"Q. All right, sir, when you took a history of this lady, did she tell you that she had some trouble with her back and neck ever since she was 27 years old?
"A. I believe she said that she had had some trouble since the age of 27 and right up until 2 years before the present accident.
"Q. And she had also, some arthritic condition in her right knee since the age of 27, did she not; that is the history she gave you, is that right?"A. That's right.
"Q. Now then, after you had taken her history and put her through these tests, then, I assume, you had x-rays made and it showed extensive what we call old age wear and tear arthritis?
"A. Yes, sir.
"Q. A severe amount? It is called Osteoarthritis?
"A. Yes, sir.
* * * * * *
"Q. And I believe that you found that Mrs. Cook was suffering from osteoarthritis of the neck and low part of the back, on this occasion?
"A. Yes, sir, mild to moderate in the low back and extensive in the neck.
"Q. And that is something that comes on and has nothing to do with an automobile accident, doesn't it?
"A. These are changes before the accident."
We think that in evaluating the several elements or factors that are included in the definition of consortium, the subject of appellant's claim for damages, the jury had the right to consider the age of plaintiff, who was above 50, and that of his wife, who was 52 at the time of the accident; and also the state of the wife's health, disassociated from the injuries she received in the accident with defendants' truck.
Compensatory damages to the husband for loss of consortium due to personal injuries to the wife cannot be ascertained by any fixed standard, but are left to the jury's sound discretion, subject to correction by the court only when there has been a clear abuse of such discretion as will evidence passion or bias for or against the plaintiff or defendant.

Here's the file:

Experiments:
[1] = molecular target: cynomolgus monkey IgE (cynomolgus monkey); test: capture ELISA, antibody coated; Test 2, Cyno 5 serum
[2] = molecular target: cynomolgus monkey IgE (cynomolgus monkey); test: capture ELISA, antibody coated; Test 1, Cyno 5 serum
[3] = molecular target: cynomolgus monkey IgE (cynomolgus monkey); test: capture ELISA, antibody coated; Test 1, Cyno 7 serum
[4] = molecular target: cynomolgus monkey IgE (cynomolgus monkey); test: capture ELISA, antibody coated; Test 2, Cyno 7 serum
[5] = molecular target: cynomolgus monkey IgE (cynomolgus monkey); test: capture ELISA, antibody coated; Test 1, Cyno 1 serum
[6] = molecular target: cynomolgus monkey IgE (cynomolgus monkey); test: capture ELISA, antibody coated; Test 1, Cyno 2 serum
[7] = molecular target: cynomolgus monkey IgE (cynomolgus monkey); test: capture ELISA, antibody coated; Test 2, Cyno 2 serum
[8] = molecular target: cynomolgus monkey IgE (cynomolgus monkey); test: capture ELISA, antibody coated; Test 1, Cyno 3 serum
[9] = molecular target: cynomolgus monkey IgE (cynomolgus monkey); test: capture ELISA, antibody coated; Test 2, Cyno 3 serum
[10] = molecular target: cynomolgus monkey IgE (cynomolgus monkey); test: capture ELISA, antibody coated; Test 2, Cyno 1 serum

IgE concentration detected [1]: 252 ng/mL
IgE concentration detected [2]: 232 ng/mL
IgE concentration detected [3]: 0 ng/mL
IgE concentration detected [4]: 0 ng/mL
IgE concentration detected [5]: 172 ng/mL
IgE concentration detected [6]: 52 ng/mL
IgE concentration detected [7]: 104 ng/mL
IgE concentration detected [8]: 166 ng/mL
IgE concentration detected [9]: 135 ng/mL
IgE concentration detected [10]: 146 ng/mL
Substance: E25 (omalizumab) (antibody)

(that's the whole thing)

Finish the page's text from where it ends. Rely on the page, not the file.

The award to the wife in her suit against the defendants does not indicate that the jury was influenced by any bias or prejudices, but on the other hand supports a reasonable judicial conclusion that they were free of passion or prejudice in evaluating the evidence and in assessing damages.
Under all the circumstances of the trial, the province of the jury to determine the credibility of the evidence, to reconcile the conflicts therein where possible, draw legitimate inferences therefrom, find the facts, apply the facts to the law as given in the charge, and express their conclusion in their verdict (Franklin Fire Insurance Company v. Slaton, 240 Ala. 560, 200 So. 564(3, 4)), and the refusal of the trial court to grant appellant's motion for a new trial, thus strengthening the presumption in favor of the correctness of the jury's verdict (National Biscuit Co. v. Wilson, 256 Ala. 241, 54 So.2d 492), we are unwilling to disturb the verdict and judgment rendered for the defendants.
The award by the jury of a substantial verdict for Mrs. Cook, and awarding nothing for appellant, are not inconsistent verdicts. The jury was entitled to conclude from the evidence that even though the defendants were guilty of negligence as charged, the plaintiff-husband suffered no damages therefrom. Pagano v. Morrison's Textiles, Inc., (Fla.), 149 So.2d 897.
There was no error in the refusal of the trial judge to grant appellant's motion for a new trial. The judgment of the trial court is affirmed.
The foregoing opinion was prepared by B. W. Simmons, Supernumerary Circuit Judge, and was adopted by the court as its opinion.
LIVINGSTON, C. J., and LAWSON, GOODWYN and COLEMAN, JJ., concur.